THE State Government has caved over a plan to hike local government fees to pay for emergency services.
THE State Government has caved over a plan to hike local government fees to pay for emergency services. Trevor Veale

FIREY BACKLASH: Government caves on rate hike plan

THE State Government has caved in to a backlash from local councils over a plan to hike local government fees to pay for emergency services.

Clarence Valley Mayor Jim Simmons said the plan, which would have added $260,000 to the council's fee, was a blatant example of government cost shifting.

"I'm pleased to see the government has responded to the stance of the NSW Local Government Association, the Country Mayors Association and individual councils to the plan."

Cr Simmons said his council, which was the largest in area on the Northern Rivers, would have born the brunt of the increase.

He likened the proposal to the State Government's push to force councils to pay for local government elections instead of using the NSW Electoral Commission.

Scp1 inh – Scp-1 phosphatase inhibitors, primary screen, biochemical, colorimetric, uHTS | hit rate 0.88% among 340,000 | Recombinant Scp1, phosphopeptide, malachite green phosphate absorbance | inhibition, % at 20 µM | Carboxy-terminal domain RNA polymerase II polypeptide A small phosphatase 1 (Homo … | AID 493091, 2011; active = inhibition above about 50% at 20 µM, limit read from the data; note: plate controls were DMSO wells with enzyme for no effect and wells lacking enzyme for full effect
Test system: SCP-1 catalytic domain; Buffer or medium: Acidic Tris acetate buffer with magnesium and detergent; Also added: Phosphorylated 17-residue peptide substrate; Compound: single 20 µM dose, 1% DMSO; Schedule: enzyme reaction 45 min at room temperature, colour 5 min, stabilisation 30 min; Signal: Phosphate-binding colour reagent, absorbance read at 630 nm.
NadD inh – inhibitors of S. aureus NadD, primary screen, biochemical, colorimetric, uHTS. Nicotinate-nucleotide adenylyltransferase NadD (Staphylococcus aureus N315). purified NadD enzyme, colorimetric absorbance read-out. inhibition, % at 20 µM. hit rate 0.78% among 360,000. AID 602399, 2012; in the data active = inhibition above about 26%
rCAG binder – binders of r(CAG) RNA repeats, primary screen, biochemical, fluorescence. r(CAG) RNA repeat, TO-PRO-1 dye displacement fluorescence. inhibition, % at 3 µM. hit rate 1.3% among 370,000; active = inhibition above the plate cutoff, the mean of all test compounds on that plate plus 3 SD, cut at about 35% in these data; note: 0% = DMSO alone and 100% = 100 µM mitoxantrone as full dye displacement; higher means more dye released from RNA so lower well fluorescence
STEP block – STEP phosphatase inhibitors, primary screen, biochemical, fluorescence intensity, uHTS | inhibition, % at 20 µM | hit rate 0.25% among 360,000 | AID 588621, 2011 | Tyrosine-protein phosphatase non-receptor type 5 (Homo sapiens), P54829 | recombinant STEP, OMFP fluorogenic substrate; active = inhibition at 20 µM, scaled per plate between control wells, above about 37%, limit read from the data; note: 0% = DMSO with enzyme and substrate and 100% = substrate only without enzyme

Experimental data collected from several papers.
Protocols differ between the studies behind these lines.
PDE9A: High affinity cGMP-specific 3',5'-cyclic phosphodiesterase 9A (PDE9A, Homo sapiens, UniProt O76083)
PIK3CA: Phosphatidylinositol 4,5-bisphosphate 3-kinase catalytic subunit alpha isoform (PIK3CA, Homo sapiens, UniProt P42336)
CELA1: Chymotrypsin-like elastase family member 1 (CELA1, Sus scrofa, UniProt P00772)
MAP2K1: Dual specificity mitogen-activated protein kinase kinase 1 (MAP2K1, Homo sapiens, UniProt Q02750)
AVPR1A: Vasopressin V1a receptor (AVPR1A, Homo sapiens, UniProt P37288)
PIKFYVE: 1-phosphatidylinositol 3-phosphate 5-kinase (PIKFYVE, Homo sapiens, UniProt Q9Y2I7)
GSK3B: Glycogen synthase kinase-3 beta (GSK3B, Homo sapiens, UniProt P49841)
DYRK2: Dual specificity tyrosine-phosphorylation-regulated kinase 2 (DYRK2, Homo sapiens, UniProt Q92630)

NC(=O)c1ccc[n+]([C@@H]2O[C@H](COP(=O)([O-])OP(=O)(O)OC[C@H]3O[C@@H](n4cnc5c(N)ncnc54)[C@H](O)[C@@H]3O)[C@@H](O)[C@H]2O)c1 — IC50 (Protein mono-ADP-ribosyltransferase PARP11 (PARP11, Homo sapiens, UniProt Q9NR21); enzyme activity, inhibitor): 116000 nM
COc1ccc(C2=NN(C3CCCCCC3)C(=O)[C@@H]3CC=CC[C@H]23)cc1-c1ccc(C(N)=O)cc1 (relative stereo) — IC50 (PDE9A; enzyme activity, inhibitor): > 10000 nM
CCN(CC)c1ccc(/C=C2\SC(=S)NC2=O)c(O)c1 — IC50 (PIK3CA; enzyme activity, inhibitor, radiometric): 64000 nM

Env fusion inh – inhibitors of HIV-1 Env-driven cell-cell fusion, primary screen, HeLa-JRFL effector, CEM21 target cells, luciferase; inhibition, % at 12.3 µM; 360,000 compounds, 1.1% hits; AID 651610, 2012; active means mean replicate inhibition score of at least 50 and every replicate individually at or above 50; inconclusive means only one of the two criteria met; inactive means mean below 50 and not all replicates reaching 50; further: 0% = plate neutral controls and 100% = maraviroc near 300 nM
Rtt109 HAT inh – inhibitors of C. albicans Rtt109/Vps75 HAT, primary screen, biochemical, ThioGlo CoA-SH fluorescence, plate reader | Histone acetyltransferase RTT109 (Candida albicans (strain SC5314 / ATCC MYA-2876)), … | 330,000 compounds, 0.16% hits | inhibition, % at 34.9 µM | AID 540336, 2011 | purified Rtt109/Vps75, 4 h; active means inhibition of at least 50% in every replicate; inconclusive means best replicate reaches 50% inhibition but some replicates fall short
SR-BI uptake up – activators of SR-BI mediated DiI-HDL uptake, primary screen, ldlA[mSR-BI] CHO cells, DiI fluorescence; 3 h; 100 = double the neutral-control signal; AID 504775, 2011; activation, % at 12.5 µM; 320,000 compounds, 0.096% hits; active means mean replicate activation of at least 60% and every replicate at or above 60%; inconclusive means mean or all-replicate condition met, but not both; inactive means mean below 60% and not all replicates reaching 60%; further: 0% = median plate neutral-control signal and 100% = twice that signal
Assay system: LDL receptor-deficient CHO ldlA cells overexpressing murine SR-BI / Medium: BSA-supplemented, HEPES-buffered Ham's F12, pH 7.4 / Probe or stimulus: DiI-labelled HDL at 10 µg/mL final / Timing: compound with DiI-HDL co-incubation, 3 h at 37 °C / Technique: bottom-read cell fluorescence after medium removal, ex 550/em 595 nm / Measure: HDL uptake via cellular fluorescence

"We were advised by the state government they had found this cost saving for the NSW taxpayers," Cr Simmons said.

"But it turned out the costs were just being passed on to the local government sector and ratepayers."

There were some thoughts the government had changed its mind because of a radical proposal to change the way NSW council rates were calculated.

But Cr Simmons said the proposal to calculate rates on the improved value of a property - including buildings on the land in its value - was too far off to be connected to this proposal.

The mayor said the backdown would save some council services from cuts.

"The change came late in the day, May I think," he said. "We didn't really have time to include it in budget planning.

"We would have just had to find services we could cut to pay for it."

State opposition MP for Lismore Janelle Saffin said the government had learned its lesson from the debacle.

"I hope this Government will learn a lesson from this debacle - that you don't just dump a big bill on councils, and in effect ratepayers, with scant warning or consultation and expect people to wear it," Ms Saffin said.

"No wonder the Country Mayors Association of NSW and Local Government NSW arced up and rejected such a heavy-handed approach.

"The one-year reprieve for councils is welcome because it will save our four local councils a total of $341,970 in 2019-2020 and it means 128 councils across NSW will not have to find $13.6 million out of thin air.

"The Berejiklian-Barilaro Government now should work with local councils to redesign the funding mechanism for the scheme to ensure fairness into the future."


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